Talk:Ruth Crawford Seeger

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Place names[edit]

I see no indication in WP:DATE that birth/death dates be disentangled from place names. Where is it? Hyacinth (talk) 21:52, 26 May 2008 (UTC)


The newspaper article linked at the bottom ("Composer Chose 'Life'...") is a dead link. —Preceding unsigned comment added by (talk) 20:16, 10 December 2010 (UTC)

Thanks for calling attention to this. The more usual technique is to place a {{Deadlink}} template on the item in question. Editors may then attempt to find a new address, or an archived copy through the Internet Archive Wayback Machine. In this case, the Star Bulletin appears to have taken down their archive and blocked access to it, so I have de-linked the article.—Jerome Kohl (talk) 22:52, 10 December 2010 (UTC)

How is her name indexed?[edit]

My understanding is that when she married Charles Seeger, that became her surname. Like many American women, her maiden surname Crawford became for all intents and purposes her new middle name. That means that, while we usually call her "Ruth Crawford Seeger", she is indexed as:

  • Seeger, Ruth Crawford,

and NOT as

  • Crawford Seeger, Ruth,

and most definitely NOT as

  • Crawford-Seeger, Ruth.

If we referred to her by surname alone, it would be "Seeger is renowned for ...", not "Crawford(-)Seeger is renowned for ...". This is just like Ellen Taaffe Zwilich, who is indexed under Z and referred to as "Zwilich" and not as "Taaffe Zwilich", except when we give her full name, Ellen Taaffe Zwilich.

Comments? -- Jack of Oz [Talk] 08:48, 26 November 2012 (UTC)

New Grove disagrees. Her article there is "Crawford (Seeger), Ruth (Porter)", and she is referred to as "Crawford" throughout that article. However, you will also find "Seeger": American family of musicians, under which there are six names, including "Ruth (Porter) Crawford Seeger". However, the article on (for example) "Michael Seeger" states he was "son of (1) Charles Louis Seeger and RUTH CRAWFORD". On the other hand, my university library catalog (following the practice of the Library of Congress) has "Seeger, Ruth Crawford", with a cross-reference from the hyphenated form, "Crawford-Seeger, Ruth". The reliable source to follow would appear to be a matter of choice. (Hasn't this already been discussed to death once before?)—Jerome Kohl (talk) 20:15, 26 November 2012 (UTC)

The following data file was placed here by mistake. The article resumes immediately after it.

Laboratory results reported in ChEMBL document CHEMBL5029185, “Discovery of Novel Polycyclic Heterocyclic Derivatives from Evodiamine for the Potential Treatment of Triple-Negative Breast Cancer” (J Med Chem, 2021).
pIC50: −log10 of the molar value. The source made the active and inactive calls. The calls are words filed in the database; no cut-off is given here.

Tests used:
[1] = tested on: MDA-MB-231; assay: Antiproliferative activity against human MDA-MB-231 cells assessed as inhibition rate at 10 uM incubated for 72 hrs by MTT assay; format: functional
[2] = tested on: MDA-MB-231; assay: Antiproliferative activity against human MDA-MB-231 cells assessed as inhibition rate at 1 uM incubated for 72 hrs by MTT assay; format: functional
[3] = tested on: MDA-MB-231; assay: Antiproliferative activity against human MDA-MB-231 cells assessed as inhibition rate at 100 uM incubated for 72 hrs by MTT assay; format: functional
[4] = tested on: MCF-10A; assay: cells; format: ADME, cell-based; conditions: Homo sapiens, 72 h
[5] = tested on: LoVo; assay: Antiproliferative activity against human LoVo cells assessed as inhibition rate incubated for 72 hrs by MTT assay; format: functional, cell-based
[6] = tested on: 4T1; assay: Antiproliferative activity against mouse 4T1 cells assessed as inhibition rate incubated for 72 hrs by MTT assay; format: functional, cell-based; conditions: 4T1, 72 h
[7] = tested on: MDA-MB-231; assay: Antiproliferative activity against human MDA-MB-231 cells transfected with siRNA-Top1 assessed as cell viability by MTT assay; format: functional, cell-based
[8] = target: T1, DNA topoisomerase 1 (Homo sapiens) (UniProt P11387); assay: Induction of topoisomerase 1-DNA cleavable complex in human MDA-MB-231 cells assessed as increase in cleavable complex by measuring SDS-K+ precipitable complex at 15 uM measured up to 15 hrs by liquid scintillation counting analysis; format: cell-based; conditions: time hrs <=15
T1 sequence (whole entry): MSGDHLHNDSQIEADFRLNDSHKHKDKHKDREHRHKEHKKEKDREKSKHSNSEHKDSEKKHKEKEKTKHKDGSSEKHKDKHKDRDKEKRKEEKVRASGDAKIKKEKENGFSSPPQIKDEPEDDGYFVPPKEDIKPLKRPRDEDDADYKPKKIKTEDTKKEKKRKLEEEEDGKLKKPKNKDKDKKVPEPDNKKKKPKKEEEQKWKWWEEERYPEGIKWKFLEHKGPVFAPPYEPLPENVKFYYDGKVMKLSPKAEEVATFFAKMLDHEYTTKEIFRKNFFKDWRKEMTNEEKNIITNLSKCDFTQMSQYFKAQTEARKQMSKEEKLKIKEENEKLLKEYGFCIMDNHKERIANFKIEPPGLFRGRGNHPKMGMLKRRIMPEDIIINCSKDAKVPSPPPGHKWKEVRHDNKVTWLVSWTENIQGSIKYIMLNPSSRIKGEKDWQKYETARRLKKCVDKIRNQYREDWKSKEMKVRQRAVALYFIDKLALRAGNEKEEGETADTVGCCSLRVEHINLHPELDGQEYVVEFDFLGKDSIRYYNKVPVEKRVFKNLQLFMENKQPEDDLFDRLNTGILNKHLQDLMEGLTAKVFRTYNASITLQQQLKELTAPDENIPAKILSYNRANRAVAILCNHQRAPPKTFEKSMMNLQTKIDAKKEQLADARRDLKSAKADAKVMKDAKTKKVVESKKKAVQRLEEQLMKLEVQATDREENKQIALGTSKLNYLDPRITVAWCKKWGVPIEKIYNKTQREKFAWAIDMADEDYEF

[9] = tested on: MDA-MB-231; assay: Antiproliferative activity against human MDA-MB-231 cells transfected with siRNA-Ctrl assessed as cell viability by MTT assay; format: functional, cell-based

Where discussed before? Isn't each case unique?
Where does the hyphenated form come from? Did she ever use it herself?
I raised this because the sole article we have on one of her compositions is String Quartet (Crawford-Seeger). That seems wrong to me. -- Jack of Oz [Talk] 20:40, 26 November 2012 (UTC)
Apparently not discussed on this talk page, but I dimly recall such a discussion raging for weeks. Maybe it wasn't on Wikipedia at all. As far as your other questions are concerned, I'm afraid I don't have any answers. Admittedly, the hyphenated form appears to be a poor third choice, to judge from the resources I checked. Thinking about your parallel example, I have seen Ellen Taafe Zwillich referred to simply as Ellen Zwillich, but I cannot imagine anyone ever saying "Ruth Seeger". (As you said, the former is never referred to as "Taafe Zwillich", without the first name.) The hyphen could well come from always hearing the two names spoken together, just as people sometimes mistakenly hyphenate Lloyd George, Vaughan Williams, Smith Brindle, or Kennedy Martin (not to mention Maxwell Davies).—Jerome Kohl (talk) 21:42, 26 November 2012 (UTC)
I never suggested that anyone does, or we should, refer to her as "Ruth Seeger". The fact that "Crawford" is always mentioned does not mean that it is part of her surname. Ellen Taaffe Zwilich's 1st symphony is called Symphony No. 1 (Zwilich) and she is defaultsorted as Zwillich, Ellen Taaffe.
I'm suggesting we take exactly the same approach with Ruth Crawford Seeger. Her works should be disambiguated as [[<title> (Seeger)]] where necessary, and she should be defaultsorted as Seeger, Ruth Crawford. We would still generally refer to her in text as "Ruth Crawford Seeger". -- Jack of Oz [Talk] 22:13, 26 November 2012 (UTC)